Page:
FMLA Guidelines — Business Management Daily: Free Reports on Human Resources, Employment Law, Office Management, Office Communication, Office Technology and Small Business Tax Business Management Daily — Business Management Daily: Free Reports on Human Resources, Employment Law, Office Management, Office Communication, Office Technology and Small Business Tax Page 20
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FMLA Guidelines

We’ll assist you in tracking and managing intermittent FMLA leave … fighting FMLA fraud and FMLA abuse … and managing FMLA in general.

Beyond mastering FMLA regulations on intermittent leave, we’ll share FMLA guidelines on how to curb FMLA abuse, and dramatically improve your overall FMLA compliance.

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Some employees and their treating doctors seem to believe that as long as a medical professional says an employee can’t work, that’s enough to justify FMLA leave. That’s not true.

The FMLA allows employers that don’t want to accept an employee’s medical certification to ask for (and pay for) a second opinion. If the two opinions contradict one another, the employer may pay for a third, tie-breaking assessment. But that can be expensive. If you prefer to simply deny the employee’s leave request, that’s fine.

Q. Do we have to take a nurse’s signature on an FMLA certification? I’d like to have an actual doctor sign the forms so I am sure someone actually saw the employee.

There are some words that should never come from a supervisor’s mouth—including any statement that would seem to encourage an employee to drop an EEOC complaint. That just about guarantees that a retaliation or interference lawsuit will go to trial should anything adverse (like a discharge or demotion) happen to the employee to whom the supervisor was speaking.

Employees who are so sick they need FMLA leave certainly can’t perform essential job functions while on leave. Employers must alter their workload expectations accordingly. If they don’t, and then later punish the employee for poor performance, an FMLA interference lawsuit is almost sure to follow.

Good news on the FMLA front: A court has ruled that employees have to do more than merely mention that a family member is sick to trigger an employer’s FMLA obligations.
Employees with serious medical conditions that require occasional time off are entitled to intermittent FMLA leave. If you grant leave and the employee makes a new request that wasn’t specified in the original medical certification, you can insist on a new certification.
The FMLA allows double damages for willful violations. Recently, the 8th Circuit Court of Appeals ruled that the extra damages can be levied against an employer that essentially rubber-stamps a supervisor’s wrongful termination decision.
Some managers still don’t understand why dads need—or are legally entitled to—bonding time with their newborns. Make sure your supervisors understand that it’s unlawful to retaliate against men who take such FMLA leave to care for their children or parents.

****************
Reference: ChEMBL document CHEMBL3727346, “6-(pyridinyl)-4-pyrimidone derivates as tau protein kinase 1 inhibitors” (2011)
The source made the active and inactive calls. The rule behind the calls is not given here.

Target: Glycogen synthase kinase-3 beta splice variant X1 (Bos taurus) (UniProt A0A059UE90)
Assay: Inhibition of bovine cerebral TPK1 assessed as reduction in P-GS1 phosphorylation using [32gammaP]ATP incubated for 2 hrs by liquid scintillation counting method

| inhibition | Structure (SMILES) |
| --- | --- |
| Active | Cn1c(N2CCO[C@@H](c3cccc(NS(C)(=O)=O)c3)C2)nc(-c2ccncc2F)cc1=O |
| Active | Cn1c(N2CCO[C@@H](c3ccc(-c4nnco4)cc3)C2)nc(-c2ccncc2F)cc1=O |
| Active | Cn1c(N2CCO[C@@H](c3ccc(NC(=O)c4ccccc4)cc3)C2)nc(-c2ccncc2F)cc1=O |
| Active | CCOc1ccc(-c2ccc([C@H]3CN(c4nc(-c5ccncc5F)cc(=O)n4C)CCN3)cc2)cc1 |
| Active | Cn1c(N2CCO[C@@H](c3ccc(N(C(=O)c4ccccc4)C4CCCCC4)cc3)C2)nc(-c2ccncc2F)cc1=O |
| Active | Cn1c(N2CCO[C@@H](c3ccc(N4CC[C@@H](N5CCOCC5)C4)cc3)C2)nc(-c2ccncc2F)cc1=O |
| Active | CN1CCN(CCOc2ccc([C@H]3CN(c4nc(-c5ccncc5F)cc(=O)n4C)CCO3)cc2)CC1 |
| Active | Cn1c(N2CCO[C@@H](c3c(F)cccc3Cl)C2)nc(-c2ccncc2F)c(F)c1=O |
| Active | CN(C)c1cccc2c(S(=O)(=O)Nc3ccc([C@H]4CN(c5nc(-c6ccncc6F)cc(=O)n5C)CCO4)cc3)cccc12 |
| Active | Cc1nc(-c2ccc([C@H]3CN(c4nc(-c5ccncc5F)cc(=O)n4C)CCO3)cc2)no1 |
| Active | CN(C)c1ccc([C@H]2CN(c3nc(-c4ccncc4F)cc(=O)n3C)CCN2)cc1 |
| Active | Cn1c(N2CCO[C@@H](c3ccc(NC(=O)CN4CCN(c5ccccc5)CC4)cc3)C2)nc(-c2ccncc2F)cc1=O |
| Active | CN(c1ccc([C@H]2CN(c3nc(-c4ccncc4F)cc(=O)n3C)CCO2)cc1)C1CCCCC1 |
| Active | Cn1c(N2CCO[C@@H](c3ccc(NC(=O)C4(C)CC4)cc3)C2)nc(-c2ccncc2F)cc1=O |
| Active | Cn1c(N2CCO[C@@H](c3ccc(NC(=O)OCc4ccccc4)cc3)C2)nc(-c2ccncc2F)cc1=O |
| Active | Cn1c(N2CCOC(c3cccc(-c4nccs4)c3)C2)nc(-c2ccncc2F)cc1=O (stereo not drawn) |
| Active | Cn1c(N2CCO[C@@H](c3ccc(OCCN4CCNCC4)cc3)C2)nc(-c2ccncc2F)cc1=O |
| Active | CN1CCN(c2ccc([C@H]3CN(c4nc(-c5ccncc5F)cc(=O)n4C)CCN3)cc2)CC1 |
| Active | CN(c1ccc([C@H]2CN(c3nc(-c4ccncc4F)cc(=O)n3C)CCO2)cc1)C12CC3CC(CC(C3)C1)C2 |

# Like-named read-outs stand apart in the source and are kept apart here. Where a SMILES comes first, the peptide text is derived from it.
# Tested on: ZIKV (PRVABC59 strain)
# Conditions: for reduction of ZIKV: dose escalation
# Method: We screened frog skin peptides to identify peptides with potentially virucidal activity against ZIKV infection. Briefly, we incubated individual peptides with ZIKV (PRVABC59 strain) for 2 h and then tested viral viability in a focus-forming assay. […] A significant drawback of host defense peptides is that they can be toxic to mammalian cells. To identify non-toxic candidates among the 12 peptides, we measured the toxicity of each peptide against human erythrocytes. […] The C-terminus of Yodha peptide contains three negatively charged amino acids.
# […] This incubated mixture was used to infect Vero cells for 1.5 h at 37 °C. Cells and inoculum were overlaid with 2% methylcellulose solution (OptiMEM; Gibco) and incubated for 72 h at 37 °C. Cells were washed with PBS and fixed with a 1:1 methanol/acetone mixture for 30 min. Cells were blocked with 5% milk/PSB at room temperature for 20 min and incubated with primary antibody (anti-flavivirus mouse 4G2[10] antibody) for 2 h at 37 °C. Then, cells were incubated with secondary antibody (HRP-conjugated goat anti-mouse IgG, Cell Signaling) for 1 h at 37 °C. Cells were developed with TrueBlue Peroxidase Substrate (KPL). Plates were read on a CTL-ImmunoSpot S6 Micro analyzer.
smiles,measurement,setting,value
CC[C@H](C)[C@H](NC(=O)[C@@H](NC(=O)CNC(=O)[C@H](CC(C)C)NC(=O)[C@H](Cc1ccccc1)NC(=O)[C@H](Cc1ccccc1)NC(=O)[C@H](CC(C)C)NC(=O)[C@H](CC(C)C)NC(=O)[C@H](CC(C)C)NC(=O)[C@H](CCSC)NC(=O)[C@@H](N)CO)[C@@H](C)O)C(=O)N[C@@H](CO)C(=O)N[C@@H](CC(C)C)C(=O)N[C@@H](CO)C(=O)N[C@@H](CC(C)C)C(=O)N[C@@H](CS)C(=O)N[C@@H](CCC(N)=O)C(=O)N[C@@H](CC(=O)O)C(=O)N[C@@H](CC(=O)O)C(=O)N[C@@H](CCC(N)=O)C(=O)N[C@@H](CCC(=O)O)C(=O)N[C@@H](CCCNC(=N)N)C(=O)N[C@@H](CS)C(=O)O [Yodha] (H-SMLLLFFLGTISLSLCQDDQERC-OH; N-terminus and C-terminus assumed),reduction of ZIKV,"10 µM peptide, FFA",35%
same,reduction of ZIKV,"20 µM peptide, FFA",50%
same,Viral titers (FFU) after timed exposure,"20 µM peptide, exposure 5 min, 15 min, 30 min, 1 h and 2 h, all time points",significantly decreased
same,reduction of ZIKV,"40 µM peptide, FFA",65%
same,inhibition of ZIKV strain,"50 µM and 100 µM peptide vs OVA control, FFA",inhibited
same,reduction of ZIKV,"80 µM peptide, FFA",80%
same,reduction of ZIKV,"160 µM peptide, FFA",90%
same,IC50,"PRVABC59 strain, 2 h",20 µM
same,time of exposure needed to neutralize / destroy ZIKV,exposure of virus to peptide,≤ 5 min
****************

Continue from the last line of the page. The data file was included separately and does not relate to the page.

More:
Employees who have taken FMLA leave and then been fired often sue. However, all is not lost for ­employers faced with such a case—if they can show they would have fired the em­­ployee anyway. In fact, chances are, they’ll win.
FMLA leave can cause major headaches for supervisors. After all, they have to make sure the work gets done while an employee is out. That can be especially difficult if they’re trying to hold off on hiring and get by with current staffing levels.
A federal court has rejected Hersha Hospitality Management’s request to toss out an FMLA interference lawsuit filed by an employee who had only worked for the Harrisburg company for 10 months when she was fired.
It’s frustrating to deal with employees who call in on short notice to say they won’t be able to make it to work. Even so, don’t let it get to you. An angry reaction could launch an FMLA lawsuit. That could happen if you are already thinking about terminating the employee.
Supervisors who handle employee return-to-work requests following FMLA leave must know what they are doing. Otherwise, your legal risk could rise significantly.

When an employee takes FMLA leave because her physician says she’s too sick to work and needs to stay home, it’s natural to assume she’ll follow the doctor’s orders. But what if you discover that she isn’t—and is instead working for someone else during her leave? Can you terminate her? Of course.

Q. One of our managers resigned a month ago, but she applied for FMLA leave a day before she quit. Are we under any obligation to return her to a position from which she resigned? Are we obligated to offer her a job when FMLA expires?

Absenteeism is a big problem for many employers. If you suspect that some employees are taking advantage of your leave programs, you can and should come up with a plan to catch them, as one employer recently did.

Most pregnancies proceed normally, with little or no real trouble for the mother. However, that’s not always the case. When things go wrong, the mother-to-be may be entitled to reasonable accommodations under the ADA. That’s true even if she hasn’t worked for her employer long enough to be eligible for FMLA leave.

Employees are supposed to get FMLA certifications back to their employers within 15 days. But it’s not a good idea to terminate an employee simply because you didn’t receive the paperwork on time. The FMLA regulations include an out for employees who miss the deadline for reasons beyond their control.

Ill-chosen words can haunt incautious supervisors. Example: Using the term “slacker” to describe someone who misses lots of work. Here’s why: Disparaging comments may be proof that the employer retaliated against an employee for taking too much leave.
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